As I sat in a corporate suite at Richmond International Raceway during a memorable weekend, I was thankful for another opportunity to experience “The Suite Life.” My mother’s employer has been a sponsor of NASCAR for years, as a way to network with their employees and clients.
The suite is located on the third floor of a glass building that sits just behind the start/finish line at RIR. It features TV’s with live race coverage, a bar area with plenty of food and beverages and comfortable seating for about 65 guests. A satellite radio allowed me to tune into a specific driver of my choice throughout the race. The front wall of the suite is smoked glass, affording a great view of the track. Pit passes are also available. The pits are less than a hundred feet away. Many of the pits are within easy viewing. Directly in front of the suite is victory lane. Although my favorite driver didn’t participate in that Friday’s race, Carl Edwards, #33 won the race. Once you experience NASCAR life in a suite, you won’t want to experience it no other way! AS
Have officials in NASCAR become too tough on drivers and car specifications? If you were to ask Clint Bowyer, I’m sure he would say absolutely. After his win in New Hampshire, Clint Bowyer thought he was one step closer to his first Sprint Cup championship, but during a post race inspection at the NASCAR Research and Development Center, officials found that the backend of the car did not meet regulations. Instead of being second in points after the win, Bowyer was docked 150 points and wound up in twelfth. Bowyer and owner Richard Childress had been warned about issues with the rear of the car after the Richmond race, but no further action was taken until his win at New Hampshire. Bowyer was certain that the car was legal before the race and thinks it must have been damaged when the car was pushed into the winner’s circle or during the cool down lap after the race, according to ESPN.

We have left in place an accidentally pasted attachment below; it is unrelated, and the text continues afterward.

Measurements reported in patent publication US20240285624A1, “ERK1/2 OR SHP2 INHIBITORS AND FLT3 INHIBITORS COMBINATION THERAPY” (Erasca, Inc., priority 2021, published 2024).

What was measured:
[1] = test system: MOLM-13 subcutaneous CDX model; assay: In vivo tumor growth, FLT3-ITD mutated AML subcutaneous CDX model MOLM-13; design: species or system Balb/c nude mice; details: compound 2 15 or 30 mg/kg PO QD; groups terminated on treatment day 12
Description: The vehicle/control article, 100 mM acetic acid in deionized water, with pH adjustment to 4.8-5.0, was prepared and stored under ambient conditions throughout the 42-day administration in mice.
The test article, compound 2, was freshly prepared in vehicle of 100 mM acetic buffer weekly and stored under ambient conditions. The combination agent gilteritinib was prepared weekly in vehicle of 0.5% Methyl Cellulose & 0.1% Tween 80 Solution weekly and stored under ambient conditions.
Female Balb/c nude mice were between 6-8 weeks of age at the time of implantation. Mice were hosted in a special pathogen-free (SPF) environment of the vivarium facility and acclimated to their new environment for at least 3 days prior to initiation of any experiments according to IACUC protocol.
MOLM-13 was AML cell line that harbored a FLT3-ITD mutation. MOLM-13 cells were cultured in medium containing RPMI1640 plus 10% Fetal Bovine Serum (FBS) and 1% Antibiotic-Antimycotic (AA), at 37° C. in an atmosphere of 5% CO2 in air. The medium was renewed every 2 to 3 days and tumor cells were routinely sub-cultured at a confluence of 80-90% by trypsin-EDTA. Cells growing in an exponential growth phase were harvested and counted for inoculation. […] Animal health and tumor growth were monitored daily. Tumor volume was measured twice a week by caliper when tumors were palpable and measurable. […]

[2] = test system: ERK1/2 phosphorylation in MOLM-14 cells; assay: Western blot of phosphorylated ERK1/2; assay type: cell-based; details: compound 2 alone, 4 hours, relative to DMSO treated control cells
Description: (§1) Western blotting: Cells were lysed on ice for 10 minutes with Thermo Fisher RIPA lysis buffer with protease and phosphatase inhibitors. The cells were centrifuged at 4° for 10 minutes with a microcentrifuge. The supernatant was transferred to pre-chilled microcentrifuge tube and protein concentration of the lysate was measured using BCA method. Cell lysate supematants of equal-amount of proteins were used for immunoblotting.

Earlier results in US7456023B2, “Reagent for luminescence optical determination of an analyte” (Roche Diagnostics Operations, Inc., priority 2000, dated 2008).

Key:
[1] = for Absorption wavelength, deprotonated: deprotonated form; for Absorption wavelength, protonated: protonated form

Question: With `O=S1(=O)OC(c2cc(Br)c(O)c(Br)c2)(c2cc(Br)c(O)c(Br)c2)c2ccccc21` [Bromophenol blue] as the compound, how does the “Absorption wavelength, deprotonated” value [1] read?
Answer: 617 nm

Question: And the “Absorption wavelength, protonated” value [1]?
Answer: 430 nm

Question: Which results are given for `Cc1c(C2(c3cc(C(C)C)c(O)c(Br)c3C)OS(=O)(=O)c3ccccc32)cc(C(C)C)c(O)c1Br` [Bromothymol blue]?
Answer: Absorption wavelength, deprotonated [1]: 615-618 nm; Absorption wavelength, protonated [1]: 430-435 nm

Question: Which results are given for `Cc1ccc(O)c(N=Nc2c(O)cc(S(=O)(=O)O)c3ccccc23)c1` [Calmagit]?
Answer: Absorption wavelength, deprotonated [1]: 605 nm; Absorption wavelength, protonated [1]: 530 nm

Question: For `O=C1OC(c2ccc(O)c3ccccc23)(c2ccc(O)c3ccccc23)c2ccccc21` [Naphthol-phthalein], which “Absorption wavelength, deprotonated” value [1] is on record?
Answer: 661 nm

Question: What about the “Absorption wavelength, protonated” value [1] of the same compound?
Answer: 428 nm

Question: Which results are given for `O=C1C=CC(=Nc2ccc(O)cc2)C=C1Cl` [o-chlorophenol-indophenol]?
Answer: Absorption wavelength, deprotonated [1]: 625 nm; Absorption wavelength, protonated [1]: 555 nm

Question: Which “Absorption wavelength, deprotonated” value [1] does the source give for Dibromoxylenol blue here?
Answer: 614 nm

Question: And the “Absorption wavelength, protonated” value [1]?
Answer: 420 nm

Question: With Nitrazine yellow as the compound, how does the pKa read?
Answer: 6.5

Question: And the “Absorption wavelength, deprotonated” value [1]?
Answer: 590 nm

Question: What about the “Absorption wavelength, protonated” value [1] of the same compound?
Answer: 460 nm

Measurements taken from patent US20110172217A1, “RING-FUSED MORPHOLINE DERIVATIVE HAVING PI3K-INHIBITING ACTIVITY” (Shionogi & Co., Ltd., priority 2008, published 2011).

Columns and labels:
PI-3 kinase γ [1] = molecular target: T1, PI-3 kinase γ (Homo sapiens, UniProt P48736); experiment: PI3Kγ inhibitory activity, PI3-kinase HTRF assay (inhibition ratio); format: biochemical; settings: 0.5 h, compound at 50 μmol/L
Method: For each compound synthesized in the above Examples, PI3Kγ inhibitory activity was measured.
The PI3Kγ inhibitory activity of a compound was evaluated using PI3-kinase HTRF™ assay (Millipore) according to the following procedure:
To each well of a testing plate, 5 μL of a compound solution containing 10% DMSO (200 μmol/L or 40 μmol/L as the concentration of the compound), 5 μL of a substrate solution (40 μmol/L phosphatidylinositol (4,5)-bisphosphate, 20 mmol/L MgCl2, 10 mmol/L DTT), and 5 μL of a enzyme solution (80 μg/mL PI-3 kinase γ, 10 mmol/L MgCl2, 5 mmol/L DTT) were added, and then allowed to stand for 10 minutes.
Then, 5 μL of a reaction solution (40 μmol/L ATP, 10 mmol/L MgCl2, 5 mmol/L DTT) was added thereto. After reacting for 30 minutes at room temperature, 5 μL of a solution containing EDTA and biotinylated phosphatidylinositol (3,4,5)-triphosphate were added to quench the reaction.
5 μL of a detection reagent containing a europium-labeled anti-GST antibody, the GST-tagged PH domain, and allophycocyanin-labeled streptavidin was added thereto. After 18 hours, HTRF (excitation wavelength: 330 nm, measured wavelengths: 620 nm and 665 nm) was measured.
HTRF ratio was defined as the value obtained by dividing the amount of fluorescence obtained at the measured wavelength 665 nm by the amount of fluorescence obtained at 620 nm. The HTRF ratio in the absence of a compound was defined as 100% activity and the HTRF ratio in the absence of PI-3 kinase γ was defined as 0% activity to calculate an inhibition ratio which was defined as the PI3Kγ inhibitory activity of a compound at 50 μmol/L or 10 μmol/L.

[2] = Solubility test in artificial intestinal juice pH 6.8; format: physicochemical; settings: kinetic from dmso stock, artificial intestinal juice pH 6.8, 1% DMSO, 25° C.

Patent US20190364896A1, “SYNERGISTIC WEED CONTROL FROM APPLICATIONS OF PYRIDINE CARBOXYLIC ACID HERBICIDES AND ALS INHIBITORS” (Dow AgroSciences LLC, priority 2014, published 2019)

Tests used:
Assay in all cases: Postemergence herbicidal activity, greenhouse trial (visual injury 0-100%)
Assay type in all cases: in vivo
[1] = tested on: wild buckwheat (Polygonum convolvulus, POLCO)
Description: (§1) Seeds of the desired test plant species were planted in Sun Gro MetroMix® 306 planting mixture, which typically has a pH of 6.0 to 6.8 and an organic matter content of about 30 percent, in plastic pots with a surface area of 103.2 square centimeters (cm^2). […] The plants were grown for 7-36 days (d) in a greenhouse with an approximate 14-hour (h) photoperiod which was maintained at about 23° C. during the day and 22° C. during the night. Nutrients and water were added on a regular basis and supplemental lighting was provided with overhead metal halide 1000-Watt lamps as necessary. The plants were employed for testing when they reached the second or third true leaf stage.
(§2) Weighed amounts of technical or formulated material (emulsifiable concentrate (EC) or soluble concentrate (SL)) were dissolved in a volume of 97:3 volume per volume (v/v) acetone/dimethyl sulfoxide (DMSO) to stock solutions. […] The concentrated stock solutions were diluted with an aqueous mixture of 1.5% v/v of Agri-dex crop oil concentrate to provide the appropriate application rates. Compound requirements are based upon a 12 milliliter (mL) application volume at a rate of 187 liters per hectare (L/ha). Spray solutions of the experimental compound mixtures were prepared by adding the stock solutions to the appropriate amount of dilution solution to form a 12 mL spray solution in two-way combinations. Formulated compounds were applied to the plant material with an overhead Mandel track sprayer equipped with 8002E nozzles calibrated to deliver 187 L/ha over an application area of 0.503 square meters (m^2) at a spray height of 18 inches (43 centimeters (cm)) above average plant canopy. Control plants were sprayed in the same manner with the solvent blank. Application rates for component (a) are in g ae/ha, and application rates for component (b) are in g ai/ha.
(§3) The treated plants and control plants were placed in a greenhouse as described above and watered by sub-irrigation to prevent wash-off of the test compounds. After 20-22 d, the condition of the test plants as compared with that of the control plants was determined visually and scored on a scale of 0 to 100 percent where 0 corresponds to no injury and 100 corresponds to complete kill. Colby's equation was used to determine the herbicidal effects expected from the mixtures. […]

It seems that the officials should consider the damage that happens to the cars during a race. With bump drafting rules being lightened, cars are receiving more damage than the past few years. I think that if NASCAR wants to add more excitement by allowing more bumping and banging around, it should adjust the rules and templates to match. I think that if NASCAR is worried about car tolerances and specifications, it should do more pre-race inspections. While this may not be feasible, it would add more to the fairness of the current rules. It would also alleviate the issue of cars not meeting specifications after receiving damage during or after a race. TL
Through the first part of the semester we have come to realize that sponsorship is integral to the efficient operation of any major NASCAR team. The movement of sponsors and drivers from team to team is called “silly season” within the sport and liken to free agency in others sports; when sponsors and drivers change teams it becomes big news. We’ve seen this all season with the announcements of many heavy hitting corporate sponsors leaving teams that they have been associated with for years. When DuPont, the long time sponsor of Jeff Gordon, announced that it would no longer sponsor the number 24 in Sprint Cup, questions were raised about whether Gordon would return to the sport or call it a career. When these sponsors decide to take their money elsewhere or leave the sport altogether, it leaves teams searching for anyone who will pick up the tab for the next season and beyond. NASCAR is a multi-million dollar sport, both in earnings and expense, so when a company such as Budweiser leaves Richard Petty Motorsports, it leaves some teams thinking if they will be able to field their team the next season.